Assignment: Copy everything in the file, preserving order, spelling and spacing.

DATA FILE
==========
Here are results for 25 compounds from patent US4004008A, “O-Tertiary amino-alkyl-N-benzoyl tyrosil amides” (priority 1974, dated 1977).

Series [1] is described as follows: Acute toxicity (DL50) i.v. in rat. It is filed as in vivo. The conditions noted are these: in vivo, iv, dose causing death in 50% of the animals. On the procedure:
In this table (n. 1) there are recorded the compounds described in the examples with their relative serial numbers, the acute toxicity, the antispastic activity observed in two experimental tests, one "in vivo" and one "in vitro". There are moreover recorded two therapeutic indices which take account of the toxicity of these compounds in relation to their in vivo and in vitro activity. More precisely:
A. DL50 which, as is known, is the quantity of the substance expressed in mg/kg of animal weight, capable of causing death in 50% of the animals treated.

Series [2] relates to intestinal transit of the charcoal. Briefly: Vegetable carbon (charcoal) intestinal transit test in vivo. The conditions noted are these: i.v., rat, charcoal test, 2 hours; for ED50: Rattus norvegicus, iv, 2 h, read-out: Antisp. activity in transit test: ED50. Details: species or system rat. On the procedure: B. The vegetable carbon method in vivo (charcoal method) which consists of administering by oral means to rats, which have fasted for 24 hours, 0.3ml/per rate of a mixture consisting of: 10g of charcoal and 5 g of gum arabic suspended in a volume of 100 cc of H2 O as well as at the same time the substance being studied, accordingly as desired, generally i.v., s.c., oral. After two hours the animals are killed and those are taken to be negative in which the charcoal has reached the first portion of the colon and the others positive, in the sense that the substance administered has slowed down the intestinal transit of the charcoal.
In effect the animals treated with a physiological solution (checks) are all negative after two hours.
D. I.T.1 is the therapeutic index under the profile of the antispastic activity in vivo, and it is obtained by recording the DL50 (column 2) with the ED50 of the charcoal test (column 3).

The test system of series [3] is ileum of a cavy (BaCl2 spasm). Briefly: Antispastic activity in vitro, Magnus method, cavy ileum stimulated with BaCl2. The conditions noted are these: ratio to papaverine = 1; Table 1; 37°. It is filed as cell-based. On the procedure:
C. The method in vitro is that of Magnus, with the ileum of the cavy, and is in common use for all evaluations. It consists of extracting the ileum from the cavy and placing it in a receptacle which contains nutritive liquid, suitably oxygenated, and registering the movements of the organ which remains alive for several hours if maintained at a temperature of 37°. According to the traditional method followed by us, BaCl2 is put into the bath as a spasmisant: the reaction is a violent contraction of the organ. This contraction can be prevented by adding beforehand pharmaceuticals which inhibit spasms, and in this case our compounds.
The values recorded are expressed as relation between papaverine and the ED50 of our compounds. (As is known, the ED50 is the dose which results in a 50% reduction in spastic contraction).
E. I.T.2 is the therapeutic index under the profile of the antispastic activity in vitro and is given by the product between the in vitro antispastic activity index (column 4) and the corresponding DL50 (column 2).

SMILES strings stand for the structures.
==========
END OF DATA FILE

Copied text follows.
Here are results for 25 compounds from patent US4004008A, “O-Tertiary amino-alkyl-N-benzoyl tyrosil amides” (priority 1974, dated 1977).

Series [1] is described as follows: Acute toxicity (DL50) i.v. in rat. It is filed as in vivo. The conditions noted are these: in vivo, iv, dose causing death in 50% of the animals. On the procedure:
In this table (n. 1) there are recorded the compounds described in the examples with their relative serial numbers, the acute toxicity, the antispastic activity observed in two experimental tests, one "in vivo" and one "in vitro". There are moreover recorded two therapeutic indices which take account of the toxicity of these compounds in relation to their in vivo and in vitro activity. More precisely:
A. DL50 which, as is known, is the quantity of the substance expressed in mg/kg of animal weight, capable of causing death in 50% of the animals treated.

Series [2] relates to intestinal transit of the charcoal. Briefly: Vegetable carbon (charcoal) intestinal transit test in vivo. The conditions noted are these: i.v., rat, charcoal test, 2 hours; for ED50: Rattus norvegicus, iv, 2 h, read-out: Antisp. activity in transit test: ED50. Details: species or system rat. On the procedure: B. The vegetable carbon method in vivo (charcoal method) which consists of administering by oral means to rats, which have fasted for 24 hours, 0.3ml/per rate of a mixture consisting of: 10g of charcoal and 5 g of gum arabic suspended in a volume of 100 cc of H2 O as well as at the same time the substance being studied, accordingly as desired, generally i.v., s.c., oral. After two hours the animals are killed and those are taken to be negative in which the charcoal has reached the first portion of the colon and the others positive, in the sense that the substance administered has slowed down the intestinal transit of the charcoal.
In effect the animals treated with a physiological solution (checks) are all negative after two hours.
D. I.T.1 is the therapeutic index under the profile of the antispastic activity in vivo, and it is obtained by recording the DL50 (column 2) with the ED50 of the charcoal test (column 3).

The test system of series [3] is ileum of a cavy (BaCl2 spasm). Briefly: Antispastic activity in vitro, Magnus method, cavy ileum stimulated with BaCl2. The conditions noted are these: ratio to papaverine = 1; Table 1; 37°. It is filed as cell-based. On the procedure:
C. The method in vitro is that of Magnus, with the ileum of the cavy, and is in common use for all evaluations. It consists of extracting the ileum from the cavy and placing it in a receptacle which contains nutritive liquid, suitably oxygenated, and registering the movements of the organ which remains alive for several hours if maintained at a temperature of 37°. According to the traditional method followed by us, BaCl2 is put into the bath as a spasmisant: the reaction is a violent contraction of the organ. This contraction can be prevented by adding beforehand pharmaceuticals which inhibit spasms, and in this case our compounds.
The values recorded are expressed as relation between papaverine and the ED50 of our compounds. (As is known, the ED50 is the dose which results in a 50% reduction in spastic contraction).
E. I.T.2 is the therapeutic index under the profile of the antispastic activity in vitro and is given by the product between the in vitro antispastic activity index (column 4) and the corresponding DL50 (column 2).

SMILES strings stand for the structures.